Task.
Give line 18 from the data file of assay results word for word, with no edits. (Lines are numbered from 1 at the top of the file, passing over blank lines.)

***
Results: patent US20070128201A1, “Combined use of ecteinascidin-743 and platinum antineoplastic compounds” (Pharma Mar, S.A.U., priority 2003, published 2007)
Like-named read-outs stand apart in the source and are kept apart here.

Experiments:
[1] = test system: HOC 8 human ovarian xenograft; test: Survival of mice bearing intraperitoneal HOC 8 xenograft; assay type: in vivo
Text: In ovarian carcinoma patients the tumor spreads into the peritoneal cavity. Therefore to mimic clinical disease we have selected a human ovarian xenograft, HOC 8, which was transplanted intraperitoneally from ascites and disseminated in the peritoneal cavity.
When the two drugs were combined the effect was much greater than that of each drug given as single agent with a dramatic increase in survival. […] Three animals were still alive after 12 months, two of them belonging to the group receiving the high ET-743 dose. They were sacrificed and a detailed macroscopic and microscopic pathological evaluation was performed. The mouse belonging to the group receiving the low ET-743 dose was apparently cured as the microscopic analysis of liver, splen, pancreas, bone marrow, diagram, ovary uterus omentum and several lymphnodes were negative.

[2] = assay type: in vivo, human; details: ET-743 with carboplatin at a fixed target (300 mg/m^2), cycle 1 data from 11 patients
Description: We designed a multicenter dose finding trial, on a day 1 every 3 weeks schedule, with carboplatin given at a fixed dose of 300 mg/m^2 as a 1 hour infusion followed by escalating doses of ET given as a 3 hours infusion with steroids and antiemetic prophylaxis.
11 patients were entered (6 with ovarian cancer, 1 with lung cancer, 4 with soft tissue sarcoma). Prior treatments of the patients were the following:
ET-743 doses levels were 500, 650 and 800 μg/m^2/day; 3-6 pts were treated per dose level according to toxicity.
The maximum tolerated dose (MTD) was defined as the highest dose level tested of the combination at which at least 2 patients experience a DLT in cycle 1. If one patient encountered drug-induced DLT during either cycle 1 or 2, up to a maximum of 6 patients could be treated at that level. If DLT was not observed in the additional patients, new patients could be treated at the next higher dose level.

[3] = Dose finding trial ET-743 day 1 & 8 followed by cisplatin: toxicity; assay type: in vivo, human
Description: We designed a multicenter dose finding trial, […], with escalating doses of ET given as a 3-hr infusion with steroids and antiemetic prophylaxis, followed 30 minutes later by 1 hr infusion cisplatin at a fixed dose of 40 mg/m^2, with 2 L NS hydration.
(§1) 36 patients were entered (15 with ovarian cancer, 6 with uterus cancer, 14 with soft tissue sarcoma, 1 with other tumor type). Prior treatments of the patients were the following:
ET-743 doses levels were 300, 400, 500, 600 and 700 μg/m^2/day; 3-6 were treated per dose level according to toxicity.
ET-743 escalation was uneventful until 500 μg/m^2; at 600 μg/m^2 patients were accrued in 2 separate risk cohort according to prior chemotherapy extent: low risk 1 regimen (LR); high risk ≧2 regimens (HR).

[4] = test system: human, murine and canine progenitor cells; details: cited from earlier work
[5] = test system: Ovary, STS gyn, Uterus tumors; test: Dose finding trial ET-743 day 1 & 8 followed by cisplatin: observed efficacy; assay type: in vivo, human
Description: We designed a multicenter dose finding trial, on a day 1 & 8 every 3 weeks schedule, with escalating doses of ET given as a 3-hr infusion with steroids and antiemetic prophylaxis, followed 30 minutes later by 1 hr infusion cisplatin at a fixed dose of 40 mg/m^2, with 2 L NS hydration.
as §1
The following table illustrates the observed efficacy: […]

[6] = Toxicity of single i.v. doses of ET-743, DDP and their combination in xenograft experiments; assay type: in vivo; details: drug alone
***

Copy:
[5] = test system: Ovary, STS gyn, Uterus tumors; test: Dose finding trial ET-743 day 1 & 8 followed by cisplatin: observed efficacy; assay type: in vivo, human